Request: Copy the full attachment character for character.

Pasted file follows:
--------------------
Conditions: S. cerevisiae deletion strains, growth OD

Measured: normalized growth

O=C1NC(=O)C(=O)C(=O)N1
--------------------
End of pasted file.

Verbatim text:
Conditions: S. cerevisiae deletion strains, growth OD

Measured: normalized growth

O=C1NC(=O)C(=O)C(=O)N1